UPDATE: It’s been brought to my attention that I missed a key problem in Mark’s post. It isn’t that he’s obviously just using it to gin up support for the Democratic Party, for which he is now a vocal cheerleader and advocate. It’s the fact that he contradicts himself. He says that we should be worried about selling our soul, rather than any persecution. But if we don’t care about persecution, why care about preserving our Democracy? What Democracy does Mark envision saving that includes persecution? Why is it fine to fight for Democracy, but not big deal when it comes to worrying about persecution?
Of course, again, this is Mark, one of the loudest advocates for the Democratic Party in modern Catholicism. Since attacking religious rights openly and through the courts is the tactic of the Democrats, it stands to reason he will downplay that. But it also shows a contradiction in those Christians trying to align with or compromise with the Left. Let’s dismiss Mark’s clear and obvious ignoring of those who have already been persecuted, and his denial that there exists anywhere a radical Left. That’s stupid and shows a wanton cruelty when it comes to tolerating the suffering of our fellow believers merely because they are suffering under the Party he now supports.
Let’s look at this little trend at face value. I’ve seen many now say this sort of thing, including Russell Moore of the SBC. Basically, it says we shouldn’t worry about being persecuted or even preserving our nation. After all, we’ll always have heaven. Countries come and go, persecution can be a badge of honor. But it’s our spiritual destiny that is important.
So couldn’t we argue the same about Global Warming? Couldn’t we argue the same about anything, like healthcare or Open Border immigration? I mean, can’t we just say none of it matters, we’ll always have heaven? They’ll have heaven? Heaven trumps all?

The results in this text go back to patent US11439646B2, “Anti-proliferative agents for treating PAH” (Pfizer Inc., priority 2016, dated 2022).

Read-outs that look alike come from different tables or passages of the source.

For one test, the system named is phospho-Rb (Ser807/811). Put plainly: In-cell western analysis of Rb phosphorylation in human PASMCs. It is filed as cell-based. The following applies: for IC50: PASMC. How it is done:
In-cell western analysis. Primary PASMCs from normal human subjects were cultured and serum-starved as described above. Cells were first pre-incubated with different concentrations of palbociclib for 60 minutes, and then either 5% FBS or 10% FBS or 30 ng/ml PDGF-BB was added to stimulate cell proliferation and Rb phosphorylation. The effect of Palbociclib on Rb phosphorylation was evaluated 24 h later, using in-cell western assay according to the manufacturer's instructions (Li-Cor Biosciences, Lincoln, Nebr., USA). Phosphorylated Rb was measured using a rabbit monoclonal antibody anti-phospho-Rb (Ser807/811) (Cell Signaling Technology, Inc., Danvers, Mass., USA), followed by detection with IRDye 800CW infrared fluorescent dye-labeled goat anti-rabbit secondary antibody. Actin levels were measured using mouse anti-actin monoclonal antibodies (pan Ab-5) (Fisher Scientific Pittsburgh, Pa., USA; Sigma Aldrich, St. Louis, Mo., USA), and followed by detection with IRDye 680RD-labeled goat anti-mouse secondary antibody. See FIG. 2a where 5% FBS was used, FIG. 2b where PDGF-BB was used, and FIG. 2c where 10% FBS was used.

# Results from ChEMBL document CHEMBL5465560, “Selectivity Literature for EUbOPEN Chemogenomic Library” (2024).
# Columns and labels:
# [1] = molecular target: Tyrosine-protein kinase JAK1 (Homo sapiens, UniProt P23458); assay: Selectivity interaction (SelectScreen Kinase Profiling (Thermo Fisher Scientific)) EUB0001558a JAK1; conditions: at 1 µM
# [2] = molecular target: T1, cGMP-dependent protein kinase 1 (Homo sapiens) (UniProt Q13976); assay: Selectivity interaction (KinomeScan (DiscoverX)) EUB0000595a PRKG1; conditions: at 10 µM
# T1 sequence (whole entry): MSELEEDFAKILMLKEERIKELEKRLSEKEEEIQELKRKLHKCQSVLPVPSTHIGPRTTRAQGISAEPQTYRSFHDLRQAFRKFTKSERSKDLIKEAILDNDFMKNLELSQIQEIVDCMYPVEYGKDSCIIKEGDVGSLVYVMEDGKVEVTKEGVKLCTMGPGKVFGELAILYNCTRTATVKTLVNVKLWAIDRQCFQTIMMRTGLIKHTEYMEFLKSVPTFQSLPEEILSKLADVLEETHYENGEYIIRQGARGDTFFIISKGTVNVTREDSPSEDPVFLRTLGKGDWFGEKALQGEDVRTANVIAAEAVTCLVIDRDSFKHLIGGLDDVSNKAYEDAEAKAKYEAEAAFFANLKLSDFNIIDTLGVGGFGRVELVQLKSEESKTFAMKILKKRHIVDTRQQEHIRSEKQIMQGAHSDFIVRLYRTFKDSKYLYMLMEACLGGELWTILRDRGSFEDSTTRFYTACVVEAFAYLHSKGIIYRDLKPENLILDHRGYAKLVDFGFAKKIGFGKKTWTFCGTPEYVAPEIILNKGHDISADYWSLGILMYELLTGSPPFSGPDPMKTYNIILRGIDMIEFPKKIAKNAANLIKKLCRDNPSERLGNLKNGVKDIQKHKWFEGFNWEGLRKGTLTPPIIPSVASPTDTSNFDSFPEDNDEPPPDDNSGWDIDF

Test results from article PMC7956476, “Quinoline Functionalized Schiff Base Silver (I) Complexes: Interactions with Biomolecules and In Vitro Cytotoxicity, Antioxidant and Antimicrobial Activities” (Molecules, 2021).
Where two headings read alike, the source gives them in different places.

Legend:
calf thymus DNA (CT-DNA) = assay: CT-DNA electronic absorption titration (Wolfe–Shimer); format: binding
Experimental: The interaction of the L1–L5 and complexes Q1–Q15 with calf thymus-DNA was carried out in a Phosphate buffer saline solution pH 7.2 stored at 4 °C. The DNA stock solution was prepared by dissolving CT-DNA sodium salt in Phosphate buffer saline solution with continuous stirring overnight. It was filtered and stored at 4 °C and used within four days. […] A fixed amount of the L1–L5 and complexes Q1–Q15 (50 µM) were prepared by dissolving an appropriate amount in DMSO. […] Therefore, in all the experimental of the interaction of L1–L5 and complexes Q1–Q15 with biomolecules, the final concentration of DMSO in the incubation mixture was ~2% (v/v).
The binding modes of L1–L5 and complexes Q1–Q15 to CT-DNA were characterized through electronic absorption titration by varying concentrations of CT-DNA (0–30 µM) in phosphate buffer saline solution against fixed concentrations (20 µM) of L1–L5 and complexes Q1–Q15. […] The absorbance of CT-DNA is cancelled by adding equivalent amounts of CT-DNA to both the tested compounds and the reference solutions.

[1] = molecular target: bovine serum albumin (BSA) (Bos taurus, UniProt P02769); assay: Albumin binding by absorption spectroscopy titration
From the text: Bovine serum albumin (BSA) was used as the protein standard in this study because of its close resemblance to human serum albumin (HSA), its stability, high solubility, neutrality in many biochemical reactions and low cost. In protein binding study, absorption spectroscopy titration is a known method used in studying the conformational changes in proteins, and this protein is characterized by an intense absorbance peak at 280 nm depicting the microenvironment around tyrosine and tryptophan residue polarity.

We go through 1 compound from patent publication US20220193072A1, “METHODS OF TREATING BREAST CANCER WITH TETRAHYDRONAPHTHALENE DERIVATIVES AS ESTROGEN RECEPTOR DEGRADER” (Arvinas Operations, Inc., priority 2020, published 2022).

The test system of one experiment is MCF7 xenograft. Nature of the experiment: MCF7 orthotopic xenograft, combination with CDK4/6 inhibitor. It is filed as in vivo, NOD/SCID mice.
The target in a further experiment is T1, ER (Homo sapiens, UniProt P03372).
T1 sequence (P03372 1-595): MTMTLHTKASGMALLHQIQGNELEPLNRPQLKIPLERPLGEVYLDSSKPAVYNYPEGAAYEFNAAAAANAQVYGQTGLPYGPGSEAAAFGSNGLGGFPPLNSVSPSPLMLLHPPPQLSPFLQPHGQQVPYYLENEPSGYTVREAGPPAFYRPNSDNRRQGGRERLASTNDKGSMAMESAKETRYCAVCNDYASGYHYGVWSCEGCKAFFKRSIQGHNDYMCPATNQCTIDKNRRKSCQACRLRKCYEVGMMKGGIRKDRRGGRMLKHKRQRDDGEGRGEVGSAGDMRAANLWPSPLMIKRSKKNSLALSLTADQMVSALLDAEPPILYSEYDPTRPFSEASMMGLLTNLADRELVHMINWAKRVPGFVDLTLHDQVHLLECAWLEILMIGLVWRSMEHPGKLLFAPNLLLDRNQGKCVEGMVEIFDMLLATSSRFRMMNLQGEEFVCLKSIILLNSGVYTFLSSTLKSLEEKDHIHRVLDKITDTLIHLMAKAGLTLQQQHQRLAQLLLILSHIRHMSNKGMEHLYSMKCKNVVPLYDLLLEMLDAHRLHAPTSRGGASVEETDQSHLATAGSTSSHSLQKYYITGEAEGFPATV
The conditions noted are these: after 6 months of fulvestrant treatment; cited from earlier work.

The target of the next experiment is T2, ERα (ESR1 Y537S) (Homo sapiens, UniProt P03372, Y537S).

Obviously it’s a lame excuse, yet is popular among those trying to pound that square peg of historical Christianity into the round hole of the modern secular, Marxist inspired Left. The lameness of it should set off bells and whistles. Especially if it occurs in the same argument in which the advocate of not caring about anything but our souls suddenly aligns with caring about our precious Democracy that, apparently, can easily include persecution of Christians.
Go here to comment. Unless one is willing to use limitless force and kill a great many people, politics in a democracy is always about compromise and understanding the distinction between the ideal and the politically possible. Leftists increasingly in our country fail to support these basic political truisms and wish to impose their ideas on others by force. They transfer from the religious realm an intolerance for heretics and view as damned those who do not completely share their views. That some Catholics exchange the Faith for such rubbish would drive one to despair until it is recalled that Judas traded Our Savior for thirty pieces of silver. Our job is not to give way to despair but to recall the distinction between politics and religion. Failing to do so produces bloody politics and destroys religion.